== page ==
We can’t quite say sharks can be friends, but new evidence is showing us that sharks form social bonds with others and can work together — to a degree.
Gray reef sharks regularly meet up together in the same groups, according to a new study published on Tuesday in the Proceedings of the Royal Society.
The results gleaned new insights into the social lives of marine predators previously believed to be largely solitary creatures. And some of those social groups remain stable for periods of up to four years.
“What is surprising is the level of social stability in these sharks. They like to associate with the same individuals,” said senior author Yannis Papastamatiou, an assistant professor of biological sciences at Florida International University in Miami.
Stable social groups can make hunting easier
Papastamatiou and his colleagues used a hook and a line to capture 41 gray reef sharks at Palmyra Atoll, an island measuring less than 5 square miles in size in the Central Pacific Ocean’s Line Islands chain.
The scientists surgically implanted transmitters in the sharks they caught, giving each shark its own unique code. From there, the researchers went on to monitor the animals’ movements from 2011 through 2014.
In those four years, the researchers cataloged a total of 972 unique social clustering events, in which those sharks reunited with their chosen social network.
With approximately 8,000 sharks to associate with in the waters around the atoll, the sharks’ decision to hang out with the same crew on the regular was an instance of “unprecedented social stability,” the researchers said.
The most likely reason for forming these groups, which usually number about 20 individuals, is for help in foraging for food.
Gray reef sharks are known as central place foragers, which means they tend to return to the same place to eat. They focus on pelagic prey, which are fish that swim near ocean reefs neither near the shore nor near the ocean bottom.
By returning to the same area of the reef to eat, these sleek predators also return to the same social cohort of other sharks to hunt with. A successful foraging session is therefore in some ways a game of follow the leader: It’s easier to see your fellow shark darting after prey than it is to see the small fleeing fish.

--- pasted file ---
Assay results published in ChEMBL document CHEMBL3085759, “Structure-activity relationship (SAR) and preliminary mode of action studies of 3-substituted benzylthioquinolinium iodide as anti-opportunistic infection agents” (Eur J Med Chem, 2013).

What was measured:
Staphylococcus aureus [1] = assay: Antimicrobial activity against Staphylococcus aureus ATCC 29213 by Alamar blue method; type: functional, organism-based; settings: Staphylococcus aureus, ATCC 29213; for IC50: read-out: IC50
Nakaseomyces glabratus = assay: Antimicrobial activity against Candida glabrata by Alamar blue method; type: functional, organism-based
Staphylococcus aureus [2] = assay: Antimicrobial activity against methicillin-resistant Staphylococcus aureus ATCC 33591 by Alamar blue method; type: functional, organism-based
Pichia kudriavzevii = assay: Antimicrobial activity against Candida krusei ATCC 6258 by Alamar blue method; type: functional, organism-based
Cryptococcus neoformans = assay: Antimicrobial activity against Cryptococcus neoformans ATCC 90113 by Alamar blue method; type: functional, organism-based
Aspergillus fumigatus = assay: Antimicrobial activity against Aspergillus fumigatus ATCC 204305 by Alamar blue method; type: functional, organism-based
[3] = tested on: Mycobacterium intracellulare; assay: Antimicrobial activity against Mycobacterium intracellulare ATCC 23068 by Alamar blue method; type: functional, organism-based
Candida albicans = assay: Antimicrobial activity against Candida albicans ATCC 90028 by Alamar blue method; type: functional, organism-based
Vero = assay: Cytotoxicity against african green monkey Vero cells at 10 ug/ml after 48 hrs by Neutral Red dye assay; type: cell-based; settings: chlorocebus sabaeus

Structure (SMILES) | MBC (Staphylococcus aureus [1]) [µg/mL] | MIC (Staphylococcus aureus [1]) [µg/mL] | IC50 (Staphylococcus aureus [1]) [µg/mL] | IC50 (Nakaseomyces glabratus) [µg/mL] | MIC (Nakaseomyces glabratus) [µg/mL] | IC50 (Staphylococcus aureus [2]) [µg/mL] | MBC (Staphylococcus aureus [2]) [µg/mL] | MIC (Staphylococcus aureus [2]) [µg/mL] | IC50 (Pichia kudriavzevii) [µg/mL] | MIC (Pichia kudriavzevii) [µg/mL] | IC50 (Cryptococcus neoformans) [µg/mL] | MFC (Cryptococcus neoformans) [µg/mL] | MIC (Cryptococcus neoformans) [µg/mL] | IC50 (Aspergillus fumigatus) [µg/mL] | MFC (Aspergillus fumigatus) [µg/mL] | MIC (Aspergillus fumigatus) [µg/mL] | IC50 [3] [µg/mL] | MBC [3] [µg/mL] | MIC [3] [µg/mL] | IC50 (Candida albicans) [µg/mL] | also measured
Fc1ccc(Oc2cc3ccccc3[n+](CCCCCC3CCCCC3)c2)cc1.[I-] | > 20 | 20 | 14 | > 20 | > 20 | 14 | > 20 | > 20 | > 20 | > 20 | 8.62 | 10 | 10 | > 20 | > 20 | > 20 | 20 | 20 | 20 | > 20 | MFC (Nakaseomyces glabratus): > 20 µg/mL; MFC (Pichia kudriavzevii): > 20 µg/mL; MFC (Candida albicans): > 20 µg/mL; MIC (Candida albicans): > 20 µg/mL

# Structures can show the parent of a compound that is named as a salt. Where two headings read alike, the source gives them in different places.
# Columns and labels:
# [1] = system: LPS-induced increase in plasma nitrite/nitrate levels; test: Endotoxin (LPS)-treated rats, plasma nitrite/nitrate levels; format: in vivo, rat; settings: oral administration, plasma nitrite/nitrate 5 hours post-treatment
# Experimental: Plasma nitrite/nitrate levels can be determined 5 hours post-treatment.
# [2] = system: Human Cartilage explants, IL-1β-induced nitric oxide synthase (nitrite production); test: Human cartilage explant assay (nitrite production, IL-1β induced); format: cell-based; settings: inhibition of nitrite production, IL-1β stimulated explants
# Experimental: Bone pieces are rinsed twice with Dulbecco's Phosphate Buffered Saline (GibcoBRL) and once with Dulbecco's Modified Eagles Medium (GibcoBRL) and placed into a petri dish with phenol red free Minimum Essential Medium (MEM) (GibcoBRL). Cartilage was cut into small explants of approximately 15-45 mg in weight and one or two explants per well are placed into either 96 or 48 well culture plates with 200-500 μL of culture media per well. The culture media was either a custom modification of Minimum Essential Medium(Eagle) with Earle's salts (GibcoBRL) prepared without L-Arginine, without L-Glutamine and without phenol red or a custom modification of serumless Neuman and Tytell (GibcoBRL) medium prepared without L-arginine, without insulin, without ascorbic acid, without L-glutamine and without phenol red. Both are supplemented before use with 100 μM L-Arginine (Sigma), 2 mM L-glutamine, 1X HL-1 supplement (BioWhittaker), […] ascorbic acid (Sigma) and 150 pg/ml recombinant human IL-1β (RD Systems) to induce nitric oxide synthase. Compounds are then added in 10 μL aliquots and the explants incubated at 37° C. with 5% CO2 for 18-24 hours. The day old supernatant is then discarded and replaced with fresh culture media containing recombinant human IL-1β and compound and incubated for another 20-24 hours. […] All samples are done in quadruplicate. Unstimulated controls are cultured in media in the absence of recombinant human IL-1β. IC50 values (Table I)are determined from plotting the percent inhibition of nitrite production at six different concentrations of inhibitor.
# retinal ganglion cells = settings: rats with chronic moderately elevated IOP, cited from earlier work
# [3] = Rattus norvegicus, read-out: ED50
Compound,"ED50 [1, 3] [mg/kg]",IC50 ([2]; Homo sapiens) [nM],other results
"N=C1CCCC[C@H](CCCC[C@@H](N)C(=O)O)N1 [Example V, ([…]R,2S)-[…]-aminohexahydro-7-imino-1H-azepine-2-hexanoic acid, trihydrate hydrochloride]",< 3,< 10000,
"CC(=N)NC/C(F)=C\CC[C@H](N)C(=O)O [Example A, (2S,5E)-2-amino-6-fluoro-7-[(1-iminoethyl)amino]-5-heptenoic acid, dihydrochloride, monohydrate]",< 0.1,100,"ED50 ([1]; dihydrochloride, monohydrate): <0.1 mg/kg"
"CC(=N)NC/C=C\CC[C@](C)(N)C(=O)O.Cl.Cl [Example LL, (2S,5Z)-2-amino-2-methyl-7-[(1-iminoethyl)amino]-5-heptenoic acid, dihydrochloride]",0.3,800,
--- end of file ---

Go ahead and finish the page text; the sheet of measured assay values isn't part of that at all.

“If one sees prey, it’ll go for it. That goes both ways,” Papastamatiou said. “Both individuals will increase the chance of foraging success.”
But while copying the movements of the other sharks is a form of information sharing and social learning, he stopped short of calling it a true team effort.
“It’s not cooperation, which implies specific roles,” he said.
It’s not yet clear what factors, other than geographic proximity, would lead the sharks to choose their particular squad. The researchers didn’t screen to see if the sharks were family members but did find that sharks from both genders freely intermixed together in the social cohorts.
More study is required to confirm whether gray reef sharks’ social behavior makes food easier to find. While the species can itself be hunted by larger predators, including great white sharks and tiger sharks, the gray reef sharks at Palmyra Atoll didn’t have that kind of natural competition for survival.
Gray reef sharks are known for foraging in the same areas
Members of the species, which usually measure about 6 feet long, are common to coral reefs in the Pacific and Indian Oceans. The species is fished commercially for meat, particularly its fins, which are used in shark fin soup, according to the Florida Museum of Natural History at the University of Florida in Gainesville, Florida.
The World Conservation Union lists the species as “near threatened.”
Beyond fishing, gray reef sharks are important to the tourism industry, since they’re known to stick around the same areas of coral reefs. That means diving expedition leaders can usually take visiting divers to see them again and again.
The sharks’ general loyalty to their particular neighborhood coral reef haunts was what caught the attention of Papastamatiou and his team.
Researchers adapted techniques used to study seabird groups
The social interactions of reef sharks wasn’t easily studied until recently, Papastamatiou said.
He credited his colleague and co-author, David Jacoby, a postdoctoral researcher at the Institute of Zoology in the United Kingdom, for sharing his method for studying seabirds.
Jacoby’s method involves combining network theory with real-time electronic data from animals in the wild to provide a complex map of animals’ social interactions. It has applications in a variety of areas including how we manage the habitat of endangered species.
Tracking animals’ complex movements over time that we otherwise wouldn’t be able to observe is now possible. Researchers are discovering details about gray reef sharks’ lives, including how they group together.
Only a few species have shown this type of multiyear social stability, including swallows, bats and hyenas, Papastamatiou and his colleagues wrote.
For instance, a 2011 study of Bechstein’s bat colonies published in the Proceedings of the Royal Society looked at 20,500 individual roostings over five years and determined that “individuals of different age, size, reproductive status and relatedness maintain long-term social relationships.”
Golden-crowned sparrows are “birds that flocked together in one year flocked together again in the subsequent year” in ways that were unexpected for migratory songbirds, a 2014 study in Ecology Letters discovered. The results suggested a “surprising level of social fidelity across years leads to repeatable patterns of social network structure in migratory populations,” the scientists wrote.
These insights in the lives of sparrows, bats and gray reef sharks open up new vistas for richer investigations in the future.
“The next step is to understand the importance of this social information,” Papastamatiou said.